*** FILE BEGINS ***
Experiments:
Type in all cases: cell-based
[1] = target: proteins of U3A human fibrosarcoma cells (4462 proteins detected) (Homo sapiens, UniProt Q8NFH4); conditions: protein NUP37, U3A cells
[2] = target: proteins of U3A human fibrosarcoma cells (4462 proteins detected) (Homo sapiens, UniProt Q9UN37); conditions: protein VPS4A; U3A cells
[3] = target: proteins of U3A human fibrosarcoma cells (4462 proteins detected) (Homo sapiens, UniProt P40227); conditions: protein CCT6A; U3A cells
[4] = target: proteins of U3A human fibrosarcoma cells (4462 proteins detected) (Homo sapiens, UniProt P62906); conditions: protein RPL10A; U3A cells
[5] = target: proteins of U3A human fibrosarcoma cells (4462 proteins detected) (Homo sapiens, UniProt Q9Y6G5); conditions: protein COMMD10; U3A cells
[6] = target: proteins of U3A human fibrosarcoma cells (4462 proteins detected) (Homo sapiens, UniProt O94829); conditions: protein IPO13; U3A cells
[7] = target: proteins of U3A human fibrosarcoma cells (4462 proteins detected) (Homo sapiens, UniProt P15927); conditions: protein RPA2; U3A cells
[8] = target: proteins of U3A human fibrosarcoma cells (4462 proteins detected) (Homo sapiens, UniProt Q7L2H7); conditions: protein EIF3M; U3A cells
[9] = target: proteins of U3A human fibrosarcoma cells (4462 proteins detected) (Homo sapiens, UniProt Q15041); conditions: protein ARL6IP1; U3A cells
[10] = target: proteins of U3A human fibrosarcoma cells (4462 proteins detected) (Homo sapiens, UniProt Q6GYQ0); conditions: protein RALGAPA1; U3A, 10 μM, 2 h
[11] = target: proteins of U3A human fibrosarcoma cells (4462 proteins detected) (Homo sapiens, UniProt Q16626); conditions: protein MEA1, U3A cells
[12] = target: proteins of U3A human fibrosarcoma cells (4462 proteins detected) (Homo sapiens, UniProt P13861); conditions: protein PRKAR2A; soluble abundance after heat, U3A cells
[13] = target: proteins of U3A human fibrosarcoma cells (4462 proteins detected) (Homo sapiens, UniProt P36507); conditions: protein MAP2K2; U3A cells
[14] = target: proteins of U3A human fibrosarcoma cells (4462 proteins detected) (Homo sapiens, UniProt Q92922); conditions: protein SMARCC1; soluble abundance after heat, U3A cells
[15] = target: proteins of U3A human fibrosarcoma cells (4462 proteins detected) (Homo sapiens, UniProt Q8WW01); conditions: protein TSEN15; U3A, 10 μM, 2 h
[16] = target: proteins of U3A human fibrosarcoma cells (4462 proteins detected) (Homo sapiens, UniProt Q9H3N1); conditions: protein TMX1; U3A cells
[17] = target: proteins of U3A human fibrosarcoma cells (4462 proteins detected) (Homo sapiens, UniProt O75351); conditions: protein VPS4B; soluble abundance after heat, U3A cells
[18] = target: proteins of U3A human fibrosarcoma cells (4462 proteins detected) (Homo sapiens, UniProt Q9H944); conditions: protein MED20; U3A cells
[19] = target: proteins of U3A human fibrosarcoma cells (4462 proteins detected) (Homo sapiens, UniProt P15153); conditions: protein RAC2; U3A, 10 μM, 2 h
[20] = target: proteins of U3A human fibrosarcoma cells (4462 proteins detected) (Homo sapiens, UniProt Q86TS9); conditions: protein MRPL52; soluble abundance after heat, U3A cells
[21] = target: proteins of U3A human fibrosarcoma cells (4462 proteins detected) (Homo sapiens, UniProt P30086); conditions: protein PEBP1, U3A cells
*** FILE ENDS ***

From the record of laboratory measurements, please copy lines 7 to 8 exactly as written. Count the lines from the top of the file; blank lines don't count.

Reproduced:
[5] = target: proteins of U3A human fibrosarcoma cells (4462 proteins detected) (Homo sapiens, UniProt Q9Y6G5); conditions: protein COMMD10; U3A cells
[6] = target: proteins of U3A human fibrosarcoma cells (4462 proteins detected) (Homo sapiens, UniProt O94829); conditions: protein IPO13; U3A cells